When you have the right director at the helm, one who cares for the source material, you end up with something like Hellboy. This wild, fun, and enormously entertaining action ride from Guillermo Del Toro is a nearly 100% faithful to the comic feature which is its source material. Ron Perlman could not have been cast better as the lead role, as he is perfect inside the make-up.
The special effects are the obvious highlight. Rick Baker is on the special effects team list, so it’s hardly surprising to see how effective the practical make-up effects are. Creature suits are loaded with detail, and when CG is substituted, it’s only slightly jarring. The number of major action scenes is impressive, and the direction is superb.
For non-Hellboy followers, Del Toro and his writers delve out details en masse. Hellboy’s creation, character, and task are clearly laid out. Action never feels substituted for character development, and the film moves along at a solid clip, even with the ten extra minutes in this director’s cut.
Hellboy makes for fine movie material, which doesn’t hurt its success either. It’s a summer movie in comic-book form. This is a natural transition. Hellboy’s cocky, arrogant attitude leads to some wonderful comedic moments, and the low level yet exciting violence makes this wide-reaching comic-book cinema. [xrr rating=4/5 label=Movie]
Deep black levels permeate this HD transfer, and give the film a sense of depth unseen on DVD. Sharpness is high leading to a wide level of visible details. The Hellboy suit has pores, and you can make them all out. Light grain is noticeable, giving the film a natural tone. The film heavily relies on color saturation, and Blu-ray handles these shifts remarkably well, with no compression issues. [xrr rating=5/5 label=Video]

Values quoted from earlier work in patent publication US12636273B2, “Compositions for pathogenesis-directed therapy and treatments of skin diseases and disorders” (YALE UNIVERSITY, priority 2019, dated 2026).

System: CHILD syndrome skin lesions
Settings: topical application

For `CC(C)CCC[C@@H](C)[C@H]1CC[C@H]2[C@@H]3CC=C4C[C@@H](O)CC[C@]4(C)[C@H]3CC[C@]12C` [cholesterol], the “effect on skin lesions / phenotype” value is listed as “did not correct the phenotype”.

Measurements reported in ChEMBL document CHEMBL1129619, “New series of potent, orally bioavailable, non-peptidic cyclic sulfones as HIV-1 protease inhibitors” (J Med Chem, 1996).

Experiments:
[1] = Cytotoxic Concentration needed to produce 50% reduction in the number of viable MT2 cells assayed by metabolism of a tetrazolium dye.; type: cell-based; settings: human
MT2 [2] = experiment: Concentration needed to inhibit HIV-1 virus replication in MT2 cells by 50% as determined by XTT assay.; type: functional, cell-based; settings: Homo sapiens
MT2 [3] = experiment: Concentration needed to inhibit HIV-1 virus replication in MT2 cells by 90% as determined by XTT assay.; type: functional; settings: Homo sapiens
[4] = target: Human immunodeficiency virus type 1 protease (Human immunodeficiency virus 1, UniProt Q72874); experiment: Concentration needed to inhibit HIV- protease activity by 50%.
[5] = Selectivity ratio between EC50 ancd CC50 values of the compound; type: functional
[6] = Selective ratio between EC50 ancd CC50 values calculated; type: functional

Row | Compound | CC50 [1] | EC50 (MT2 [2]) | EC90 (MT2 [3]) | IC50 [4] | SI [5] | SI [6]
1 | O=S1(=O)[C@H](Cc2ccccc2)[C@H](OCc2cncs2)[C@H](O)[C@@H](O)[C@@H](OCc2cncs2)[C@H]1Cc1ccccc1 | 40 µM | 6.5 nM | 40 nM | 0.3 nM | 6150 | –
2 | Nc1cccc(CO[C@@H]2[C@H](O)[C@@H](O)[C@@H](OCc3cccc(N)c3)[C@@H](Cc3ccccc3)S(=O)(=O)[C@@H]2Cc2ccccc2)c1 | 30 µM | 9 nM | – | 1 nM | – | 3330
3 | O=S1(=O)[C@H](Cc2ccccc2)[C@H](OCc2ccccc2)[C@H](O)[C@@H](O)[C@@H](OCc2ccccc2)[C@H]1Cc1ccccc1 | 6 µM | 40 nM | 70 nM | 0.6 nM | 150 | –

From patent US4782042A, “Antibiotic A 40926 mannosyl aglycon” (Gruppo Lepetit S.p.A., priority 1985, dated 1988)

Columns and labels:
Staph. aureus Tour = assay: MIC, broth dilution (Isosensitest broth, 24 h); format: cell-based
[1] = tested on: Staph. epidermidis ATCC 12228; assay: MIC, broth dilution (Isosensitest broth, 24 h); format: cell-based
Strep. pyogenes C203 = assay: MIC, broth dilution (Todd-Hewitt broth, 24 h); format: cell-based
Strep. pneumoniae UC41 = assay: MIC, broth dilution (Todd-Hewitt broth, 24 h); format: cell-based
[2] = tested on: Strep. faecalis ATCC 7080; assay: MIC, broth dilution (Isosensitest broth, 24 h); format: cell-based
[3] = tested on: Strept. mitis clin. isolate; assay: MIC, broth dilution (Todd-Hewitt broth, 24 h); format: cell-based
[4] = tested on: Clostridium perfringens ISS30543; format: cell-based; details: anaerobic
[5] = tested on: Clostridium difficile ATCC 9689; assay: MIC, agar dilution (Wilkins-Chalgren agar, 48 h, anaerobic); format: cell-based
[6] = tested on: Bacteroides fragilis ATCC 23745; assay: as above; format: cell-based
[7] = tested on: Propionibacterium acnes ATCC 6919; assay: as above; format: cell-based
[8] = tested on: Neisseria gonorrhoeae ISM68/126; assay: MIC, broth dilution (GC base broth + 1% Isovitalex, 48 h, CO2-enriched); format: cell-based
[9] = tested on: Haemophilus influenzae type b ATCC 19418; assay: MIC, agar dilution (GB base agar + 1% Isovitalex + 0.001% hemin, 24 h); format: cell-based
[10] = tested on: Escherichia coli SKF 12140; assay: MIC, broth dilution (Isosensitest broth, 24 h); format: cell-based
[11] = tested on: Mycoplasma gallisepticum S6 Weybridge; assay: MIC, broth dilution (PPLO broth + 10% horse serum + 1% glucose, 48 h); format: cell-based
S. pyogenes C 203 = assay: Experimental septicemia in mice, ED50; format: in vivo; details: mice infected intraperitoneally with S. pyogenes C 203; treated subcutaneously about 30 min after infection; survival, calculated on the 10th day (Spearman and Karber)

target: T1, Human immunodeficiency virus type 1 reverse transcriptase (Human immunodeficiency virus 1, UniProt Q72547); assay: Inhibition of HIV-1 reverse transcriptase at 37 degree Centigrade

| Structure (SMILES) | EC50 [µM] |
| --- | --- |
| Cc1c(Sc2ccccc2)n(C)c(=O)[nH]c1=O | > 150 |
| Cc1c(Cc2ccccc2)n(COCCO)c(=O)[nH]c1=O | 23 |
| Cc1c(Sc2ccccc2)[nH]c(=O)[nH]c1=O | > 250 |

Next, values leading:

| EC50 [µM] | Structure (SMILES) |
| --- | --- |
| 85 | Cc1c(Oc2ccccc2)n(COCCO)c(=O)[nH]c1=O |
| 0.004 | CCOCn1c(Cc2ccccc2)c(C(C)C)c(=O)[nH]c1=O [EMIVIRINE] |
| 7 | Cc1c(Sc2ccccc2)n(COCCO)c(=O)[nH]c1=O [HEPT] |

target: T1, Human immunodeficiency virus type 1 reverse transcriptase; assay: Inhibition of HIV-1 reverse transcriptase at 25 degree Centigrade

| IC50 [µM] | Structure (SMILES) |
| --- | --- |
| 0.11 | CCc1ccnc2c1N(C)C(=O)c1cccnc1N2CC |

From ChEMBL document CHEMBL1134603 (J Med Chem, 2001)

Hellboy’s trademark giant right hand leads to some punishing bass as he slams various objects. Fights are filled with massive room-shaking. Sadly, the rear speakers often seem forgotten. There are moments of ambience, and crumbling debris can be heard moving into the rear speakers. However, it’s not particularly effective and feels drowned out by the front channels. It’s still a nice, solid piece of audio work, but not as great as it could have been. [xrr rating=4/5 label=Audio]
While there are other extras, there’s only one you truly need. Hellboy – Seeds of Creation is a massive two and a half hour documentary on how the film came together. Split into six parts, a wealth of behind-the-scenes footage is loaded into this thing. It’s exhaustive, and only die-hard Hellboy fans will make it through the entire thing as it’s longer than the movie itself.
Beyond that, Del Toro is active on this disc, providing a commentary for the movie, three deleted scenes, and a 17-minute lighting test for the make-up. Visual Effects How-To’s come in a three pack, running around five minutes on average. Scott McCloud’s Guide to Understanding Comics is a 12-minute piece with the named author discussing the origins of the medium and its highlights. [xrr rating=4/5 label=Extras]